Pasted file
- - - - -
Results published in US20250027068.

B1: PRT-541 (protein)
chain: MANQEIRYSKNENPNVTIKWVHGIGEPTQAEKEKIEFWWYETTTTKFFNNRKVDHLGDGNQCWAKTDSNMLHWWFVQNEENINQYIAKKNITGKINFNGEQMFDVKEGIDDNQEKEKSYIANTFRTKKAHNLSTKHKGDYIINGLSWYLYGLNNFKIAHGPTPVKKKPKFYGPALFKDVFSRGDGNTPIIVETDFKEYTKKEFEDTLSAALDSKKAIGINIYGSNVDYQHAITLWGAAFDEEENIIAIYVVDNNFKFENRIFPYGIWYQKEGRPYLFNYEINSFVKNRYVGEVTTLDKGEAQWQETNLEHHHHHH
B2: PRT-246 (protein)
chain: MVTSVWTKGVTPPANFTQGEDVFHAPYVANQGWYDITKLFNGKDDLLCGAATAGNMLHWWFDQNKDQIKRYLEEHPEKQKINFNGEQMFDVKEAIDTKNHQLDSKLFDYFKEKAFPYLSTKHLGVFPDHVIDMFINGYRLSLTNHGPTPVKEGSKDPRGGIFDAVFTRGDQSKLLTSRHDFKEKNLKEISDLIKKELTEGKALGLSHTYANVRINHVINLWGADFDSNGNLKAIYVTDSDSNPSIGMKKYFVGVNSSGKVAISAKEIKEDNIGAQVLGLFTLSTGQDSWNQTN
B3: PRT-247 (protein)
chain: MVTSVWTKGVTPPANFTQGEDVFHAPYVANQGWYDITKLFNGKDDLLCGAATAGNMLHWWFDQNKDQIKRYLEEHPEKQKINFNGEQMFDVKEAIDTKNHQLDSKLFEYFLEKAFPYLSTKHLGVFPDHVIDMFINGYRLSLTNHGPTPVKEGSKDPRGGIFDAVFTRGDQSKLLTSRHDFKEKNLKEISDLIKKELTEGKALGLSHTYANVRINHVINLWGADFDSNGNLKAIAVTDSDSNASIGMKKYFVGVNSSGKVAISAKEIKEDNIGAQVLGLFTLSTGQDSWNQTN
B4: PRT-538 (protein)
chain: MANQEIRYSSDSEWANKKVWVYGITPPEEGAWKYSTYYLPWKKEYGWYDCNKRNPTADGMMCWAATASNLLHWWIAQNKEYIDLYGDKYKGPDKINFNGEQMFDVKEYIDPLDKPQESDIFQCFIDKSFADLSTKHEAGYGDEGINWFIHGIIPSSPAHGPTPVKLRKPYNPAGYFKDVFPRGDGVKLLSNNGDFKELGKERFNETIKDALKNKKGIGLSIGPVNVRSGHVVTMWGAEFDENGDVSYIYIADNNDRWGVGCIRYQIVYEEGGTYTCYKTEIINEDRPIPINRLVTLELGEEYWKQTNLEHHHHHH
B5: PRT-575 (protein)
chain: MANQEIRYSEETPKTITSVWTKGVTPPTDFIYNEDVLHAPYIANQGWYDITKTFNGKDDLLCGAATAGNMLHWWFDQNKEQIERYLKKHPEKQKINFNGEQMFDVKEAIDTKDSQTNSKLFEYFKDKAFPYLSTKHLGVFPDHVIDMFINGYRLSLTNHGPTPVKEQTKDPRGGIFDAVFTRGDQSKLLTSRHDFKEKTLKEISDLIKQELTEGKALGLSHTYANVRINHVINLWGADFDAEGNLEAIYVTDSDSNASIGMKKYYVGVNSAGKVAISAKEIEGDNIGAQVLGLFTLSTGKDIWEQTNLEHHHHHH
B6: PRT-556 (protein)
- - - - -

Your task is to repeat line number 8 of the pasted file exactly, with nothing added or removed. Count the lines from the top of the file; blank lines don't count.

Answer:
B4: PRT-538 (protein)